Original A-2 Spun Silk Lining

Discussion in 'Vintage' started by 33-1729, May 8, 2017.

  1. WBOONE

    WBOONE Member

    Messages:
    108
    At our local A.F.B museum where there are several originals on display, i did notice a manikin dressed as a WW2 aviator with a original A2 on that, the best i can tell where the jacket hangs open a bit on the front, the lining seems to be a crimson silk type fabric. It;s definitely not the "tobacco brown"/ "mustard colored cotton lining. I cant tell which contract it is."
     
  2. WBOONE

    WBOONE Member

    Messages:
    108
    Also, i had heard that the original spec called for silk, but as it was more important to use the available silk for parachutes once the US got involved in the war, the use of cotton was approved. I've always assumed the A2 on display was a pre-war version when silk was still used.
     
  3. 33-1729

    33-1729 New Member

    Messages:
    29
    Silk was preferred over cotton as a parachute material because of its higher strength to weight ratio. In this case top quality, long, reeled silk is used versus weak, damaged or other poor quality silk waste made into spun silk that is carded and woven from a collection of smaller filaments (like wool or cotton). The A-2 lining was to be made from the waste spun silk and not parachute quality reeled silk.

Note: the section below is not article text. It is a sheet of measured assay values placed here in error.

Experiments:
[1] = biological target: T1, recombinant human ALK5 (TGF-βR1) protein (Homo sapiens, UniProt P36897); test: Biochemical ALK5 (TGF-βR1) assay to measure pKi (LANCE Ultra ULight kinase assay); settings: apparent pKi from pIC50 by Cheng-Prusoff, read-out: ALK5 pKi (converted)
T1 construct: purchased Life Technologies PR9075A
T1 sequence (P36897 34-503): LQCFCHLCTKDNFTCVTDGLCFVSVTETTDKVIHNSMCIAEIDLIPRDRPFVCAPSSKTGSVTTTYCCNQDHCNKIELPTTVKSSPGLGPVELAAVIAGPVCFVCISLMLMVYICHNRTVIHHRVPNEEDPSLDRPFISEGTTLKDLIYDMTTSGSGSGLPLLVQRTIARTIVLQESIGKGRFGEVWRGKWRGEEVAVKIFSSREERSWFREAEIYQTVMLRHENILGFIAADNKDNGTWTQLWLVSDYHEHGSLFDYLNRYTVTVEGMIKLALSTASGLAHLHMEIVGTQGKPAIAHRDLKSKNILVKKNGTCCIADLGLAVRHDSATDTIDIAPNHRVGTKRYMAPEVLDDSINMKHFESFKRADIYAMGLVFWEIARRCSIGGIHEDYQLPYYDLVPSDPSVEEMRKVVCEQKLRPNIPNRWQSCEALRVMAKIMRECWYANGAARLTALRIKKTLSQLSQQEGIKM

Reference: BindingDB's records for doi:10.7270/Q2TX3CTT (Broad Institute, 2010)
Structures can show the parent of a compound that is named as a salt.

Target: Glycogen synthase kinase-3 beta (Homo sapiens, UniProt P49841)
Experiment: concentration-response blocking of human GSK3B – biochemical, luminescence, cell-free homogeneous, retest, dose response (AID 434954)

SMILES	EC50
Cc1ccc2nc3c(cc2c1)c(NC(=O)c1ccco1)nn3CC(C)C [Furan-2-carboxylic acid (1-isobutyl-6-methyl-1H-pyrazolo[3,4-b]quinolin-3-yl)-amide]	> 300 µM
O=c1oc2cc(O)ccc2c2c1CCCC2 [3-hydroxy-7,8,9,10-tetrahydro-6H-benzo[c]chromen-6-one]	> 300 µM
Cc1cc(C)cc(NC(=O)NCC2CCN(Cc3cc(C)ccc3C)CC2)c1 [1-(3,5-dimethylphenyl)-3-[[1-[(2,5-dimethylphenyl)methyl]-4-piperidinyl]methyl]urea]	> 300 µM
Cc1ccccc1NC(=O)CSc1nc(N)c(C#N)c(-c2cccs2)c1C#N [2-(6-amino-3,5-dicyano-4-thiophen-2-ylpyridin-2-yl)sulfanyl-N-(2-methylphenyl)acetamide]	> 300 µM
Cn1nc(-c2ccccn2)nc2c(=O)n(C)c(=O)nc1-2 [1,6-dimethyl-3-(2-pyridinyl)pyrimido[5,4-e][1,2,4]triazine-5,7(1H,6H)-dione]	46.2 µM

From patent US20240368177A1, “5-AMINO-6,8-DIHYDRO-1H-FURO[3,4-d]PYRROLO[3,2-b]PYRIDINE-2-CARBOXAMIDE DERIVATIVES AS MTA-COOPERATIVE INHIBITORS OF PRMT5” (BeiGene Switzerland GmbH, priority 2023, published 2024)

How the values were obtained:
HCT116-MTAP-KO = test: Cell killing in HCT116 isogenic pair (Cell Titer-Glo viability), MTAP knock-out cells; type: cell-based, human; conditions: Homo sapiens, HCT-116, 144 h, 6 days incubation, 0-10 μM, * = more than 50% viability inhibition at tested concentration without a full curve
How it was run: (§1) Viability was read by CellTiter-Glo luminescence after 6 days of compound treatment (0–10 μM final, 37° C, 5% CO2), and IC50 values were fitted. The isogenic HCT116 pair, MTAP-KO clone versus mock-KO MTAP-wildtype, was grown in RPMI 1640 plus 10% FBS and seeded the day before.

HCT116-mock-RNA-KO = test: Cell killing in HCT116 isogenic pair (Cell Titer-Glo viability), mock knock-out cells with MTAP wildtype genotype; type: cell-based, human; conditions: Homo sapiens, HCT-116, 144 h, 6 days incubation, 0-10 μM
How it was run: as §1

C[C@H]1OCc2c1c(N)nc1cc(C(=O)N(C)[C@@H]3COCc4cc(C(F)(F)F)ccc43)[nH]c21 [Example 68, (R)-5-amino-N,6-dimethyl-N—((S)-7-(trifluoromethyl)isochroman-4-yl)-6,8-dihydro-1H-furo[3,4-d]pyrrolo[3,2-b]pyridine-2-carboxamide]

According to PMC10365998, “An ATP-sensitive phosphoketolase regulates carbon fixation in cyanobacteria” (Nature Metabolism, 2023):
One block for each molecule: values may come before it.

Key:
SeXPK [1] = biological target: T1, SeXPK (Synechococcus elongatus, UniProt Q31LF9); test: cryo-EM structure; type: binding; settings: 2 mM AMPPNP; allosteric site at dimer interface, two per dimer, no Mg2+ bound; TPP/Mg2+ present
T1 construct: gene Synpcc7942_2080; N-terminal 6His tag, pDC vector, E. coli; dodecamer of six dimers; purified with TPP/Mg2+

Nylon was developed before WWII and in 1942, thanks to Adeline Gray, nylon began to replace silk as a parachute material. Apparently there was quite a run on nylon stockings at the time (no pun intended).

    http://works-words.com/NSM-WIKI/WP/...eded-by-silk-is-replaced-by-nylon-parachutes/
     
    WBOONE likes this.

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